As long-term investors focus on dividend yield, active investors should consider ‘buying the market’ with on the big dips.
Two headlines on a newspaper website, on the same day this week, leapt out. The first, “Sell Everything, RBS Tells Clients”, was about a Royal Bank of Scotland research note that advised clients to prepare for a “cataclysmic” event and up to 20 per cent market falls this year.
The second, “ASX Returns Will Improve in 2016, Macquarie says”, was based on Macquarie Group research this week that predicted a 17% total return (including dividends) on Australian shares in 2016. “… the market can finish 2016 meaningfully higher,” wrote Macquarie.
So one investment bank predicts a 20 per cent fall and tells client to run for the hills and another argues for strong double-digit returns in 2016. Both views are worthy and you can read them on the Australian Financial Review website, if you subscribe.
The difference between the two forecasts – 37 percentage points of total return in 2016 – shows the growing divergence of views in a volatile market characterised by increasing bearishness. Uncertainty over China is, understandably, spooking investors.
Adding to the noise was a forecast from famed investor George Soros that we are on the brink of another global financial crisis; more gloom from Marc Faber that the US economy will slump this year and the world will be in recession; and commentary from respected economist Nouriel Roubini that the European Union is under increasing geopolitical stress.
I can’t recall such a period of extreme pessimism, which formed so quickly, since the 2008-09 Global Financial Crisis, or such a terrible start to a calendar year. But periods of unrelenting bearishness present opportunity for patient value investors.
Focus on yield
I prefer two strategies in this market. Long-term portfolio investors should focus even more on blue-chip companies with defendable dividends: the big-four banks and Telstra are a good place to start. All are well off their 52-week high, expected to yield around 8 per cent this financial year after franking credits, and better placed to maintain their dividend.
The yield looks even more attractive in relative terms. China’s decision to devalue the yuan and signs of a growing global economy will encourage the US Federal Reserve to delay increases in future interest-rate rises. The Reserve Bank, too, will be under pressure to keep interest rates at record lows or probably cut them again in the first half of 2016.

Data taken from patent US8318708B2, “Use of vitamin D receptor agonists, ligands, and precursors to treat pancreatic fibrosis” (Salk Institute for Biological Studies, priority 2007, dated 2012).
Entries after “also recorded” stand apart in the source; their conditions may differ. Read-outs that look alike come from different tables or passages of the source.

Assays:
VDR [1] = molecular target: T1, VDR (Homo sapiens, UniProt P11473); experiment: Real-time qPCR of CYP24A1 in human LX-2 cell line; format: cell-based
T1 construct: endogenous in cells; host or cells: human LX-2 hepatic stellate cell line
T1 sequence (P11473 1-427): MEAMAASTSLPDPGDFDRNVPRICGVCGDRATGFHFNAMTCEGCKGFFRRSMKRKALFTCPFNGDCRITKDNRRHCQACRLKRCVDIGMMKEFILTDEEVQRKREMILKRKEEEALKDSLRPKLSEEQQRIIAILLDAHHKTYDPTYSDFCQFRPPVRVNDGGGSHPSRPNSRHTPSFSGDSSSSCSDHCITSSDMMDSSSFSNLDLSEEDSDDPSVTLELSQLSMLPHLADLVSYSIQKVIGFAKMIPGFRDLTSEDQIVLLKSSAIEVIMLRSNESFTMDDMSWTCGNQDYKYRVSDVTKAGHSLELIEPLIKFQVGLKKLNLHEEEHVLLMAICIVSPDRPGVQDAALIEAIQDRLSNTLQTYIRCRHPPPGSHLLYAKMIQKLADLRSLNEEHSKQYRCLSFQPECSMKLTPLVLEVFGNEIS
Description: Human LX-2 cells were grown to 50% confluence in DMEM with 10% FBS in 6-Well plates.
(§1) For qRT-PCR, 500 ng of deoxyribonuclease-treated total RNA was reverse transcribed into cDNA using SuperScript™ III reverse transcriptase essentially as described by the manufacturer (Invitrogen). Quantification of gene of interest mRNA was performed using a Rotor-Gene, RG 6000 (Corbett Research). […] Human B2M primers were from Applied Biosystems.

The premium between the average yield on Australian shares and the cash rate will expand this year and encourage savers who are struggling with measly cash rates to buy blue-chip income stocks that can maintain their dividend – or risk being smashed by the market if they cut the dividend.
Buying the market
As long-term investors focus on yield, active investors who trade more frequently should consider “buying the market” rather than chasing stocks. That is, focusing on an exchange-traded fund (ETF) to benefit as a range-bound Australian sharemarket tests its limits.
I have suggested this strategy in previous heavy market sell-offs: use an ETF over Australian shares to take advantage of period of excessive bearish, in anticipation of short-covering rallies when better economic news emerges and markets stabilise.
The S&P/ASX 200 index has traded between 5,000 and 5,500 points since the start of January 2013, with a few brief exceptions, notably this year when it almost hit 6,000. I was pleased to see the index hold support at the 4,900 level this week and bounce off it, but would not be surprised to see the dip below that level or hover around it.
The tsunami of bad news and excessive pessimism could take the market through that support point, suggesting the next leg of a bear market. But it’s obvious that value is returning to the market, particularly the big-four banks, and that the turning point in resource-sector valuations, while not here yet, is closer.
The iShares S&P/ASX 20 ETF is a useful tool in this market. In a volatile market, it pays to stick to the largest companies that, ironically, are often the hardest hit first as investors sell more liquid stocks. This ETF has a one-year return of minus 1.63 per cent to December 31, 2015, well down on the 1.96 per cent gain in the iShares S&P/ASX 200 ETF.
iShares S&P/ASX 20 ETF
Source: The Bull
Active investors can use the iShares ASX 20 ETF to trade a bounce in the market when the pessimism subsides. There’s not need to rush in yet, such is the rising “wall of worry” that markets have to climb in 2016 and the lack of a near-term re-rating catalyst.
Watch that 4,900 point on the ASX 200 chart. If the market can test and hold that level several times, I expect the index will test the higher end of its range – 5,300 by year’s end. All bets are off if the index breaks that support point and hurtles lower. But there’s too much value emerging and improving yields in this market for massive falls from here.
If I’m right, active investors who cautiously buy the market using an ETF on heavy-selling days, could achieve an 8 per cent capital gain by year’s end, in addition to 4 per cent of yield, more after partial franking. That gets closer to Macquarie’s 17 per cent total-return target. Moreover, using an ETF for capital growth also means diversified exposure to a basket of stocks as well as yield from the ETF, which is better than the cash rate.
Buying an index fund or a handful of blue-chip stocks for yield is not the most exciting strategy. But anybody who achieves a double-digit return in this market, without taking excessive risk, is doing well.
Tony Featherstone is a former managing editor of BRW and Shares magazines. The column does not imply any stock recommendations. Readers should do further research of their own or talk to their adviser before acting on themes in this article. All prices and analysis at January 14, 2016.